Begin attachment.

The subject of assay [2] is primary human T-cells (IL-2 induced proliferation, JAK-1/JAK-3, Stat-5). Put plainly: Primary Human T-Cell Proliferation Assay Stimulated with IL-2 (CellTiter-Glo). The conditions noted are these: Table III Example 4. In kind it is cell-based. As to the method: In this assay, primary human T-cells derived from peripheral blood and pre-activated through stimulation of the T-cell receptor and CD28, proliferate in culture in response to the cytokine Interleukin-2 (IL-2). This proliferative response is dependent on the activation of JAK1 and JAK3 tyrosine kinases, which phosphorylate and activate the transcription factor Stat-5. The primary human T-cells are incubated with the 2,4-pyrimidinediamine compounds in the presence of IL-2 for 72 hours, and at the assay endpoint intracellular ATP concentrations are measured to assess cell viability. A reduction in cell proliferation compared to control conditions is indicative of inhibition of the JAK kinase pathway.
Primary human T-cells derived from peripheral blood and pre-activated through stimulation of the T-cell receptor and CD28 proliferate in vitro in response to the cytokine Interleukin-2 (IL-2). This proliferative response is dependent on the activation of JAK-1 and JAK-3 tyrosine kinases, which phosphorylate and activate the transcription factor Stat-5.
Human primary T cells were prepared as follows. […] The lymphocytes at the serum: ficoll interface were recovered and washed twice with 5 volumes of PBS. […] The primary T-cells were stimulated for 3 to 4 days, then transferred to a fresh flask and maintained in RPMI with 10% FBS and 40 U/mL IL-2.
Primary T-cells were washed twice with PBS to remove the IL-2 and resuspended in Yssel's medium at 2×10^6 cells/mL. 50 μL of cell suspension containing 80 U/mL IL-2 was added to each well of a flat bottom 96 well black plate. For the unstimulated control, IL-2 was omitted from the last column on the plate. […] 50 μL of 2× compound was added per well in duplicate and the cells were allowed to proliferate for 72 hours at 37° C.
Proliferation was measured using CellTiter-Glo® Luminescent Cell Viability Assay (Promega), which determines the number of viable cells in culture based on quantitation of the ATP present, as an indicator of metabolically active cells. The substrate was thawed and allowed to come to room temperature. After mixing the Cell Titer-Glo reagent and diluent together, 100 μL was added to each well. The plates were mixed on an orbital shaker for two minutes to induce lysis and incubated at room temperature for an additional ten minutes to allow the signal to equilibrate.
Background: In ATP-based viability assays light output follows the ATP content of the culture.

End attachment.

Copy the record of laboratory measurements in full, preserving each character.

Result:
The subject of assay [2] is primary human T-cells (IL-2 induced proliferation, JAK-1/JAK-3, Stat-5). Put plainly: Primary Human T-Cell Proliferation Assay Stimulated with IL-2 (CellTiter-Glo). The conditions noted are these: Table III Example 4. In kind it is cell-based. As to the method: In this assay, primary human T-cells derived from peripheral blood and pre-activated through stimulation of the T-cell receptor and CD28, proliferate in culture in response to the cytokine Interleukin-2 (IL-2). This proliferative response is dependent on the activation of JAK1 and JAK3 tyrosine kinases, which phosphorylate and activate the transcription factor Stat-5. The primary human T-cells are incubated with the 2,4-pyrimidinediamine compounds in the presence of IL-2 for 72 hours, and at the assay endpoint intracellular ATP concentrations are measured to assess cell viability. A reduction in cell proliferation compared to control conditions is indicative of inhibition of the JAK kinase pathway.
Primary human T-cells derived from peripheral blood and pre-activated through stimulation of the T-cell receptor and CD28 proliferate in vitro in response to the cytokine Interleukin-2 (IL-2). This proliferative response is dependent on the activation of JAK-1 and JAK-3 tyrosine kinases, which phosphorylate and activate the transcription factor Stat-5.
Human primary T cells were prepared as follows. […] The lymphocytes at the serum: ficoll interface were recovered and washed twice with 5 volumes of PBS. […] The primary T-cells were stimulated for 3 to 4 days, then transferred to a fresh flask and maintained in RPMI with 10% FBS and 40 U/mL IL-2.
Primary T-cells were washed twice with PBS to remove the IL-2 and resuspended in Yssel's medium at 2×10^6 cells/mL. 50 μL of cell suspension containing 80 U/mL IL-2 was added to each well of a flat bottom 96 well black plate. For the unstimulated control, IL-2 was omitted from the last column on the plate. […] 50 μL of 2× compound was added per well in duplicate and the cells were allowed to proliferate for 72 hours at 37° C.
Proliferation was measured using CellTiter-Glo® Luminescent Cell Viability Assay (Promega), which determines the number of viable cells in culture based on quantitation of the ATP present, as an indicator of metabolically active cells. The substrate was thawed and allowed to come to room temperature. After mixing the Cell Titer-Glo reagent and diluent together, 100 μL was added to each well. The plates were mixed on an orbital shaker for two minutes to induce lysis and incubated at room temperature for an additional ten minutes to allow the signal to equilibrate.
Background: In ATP-based viability assays light output follows the ATP content of the culture.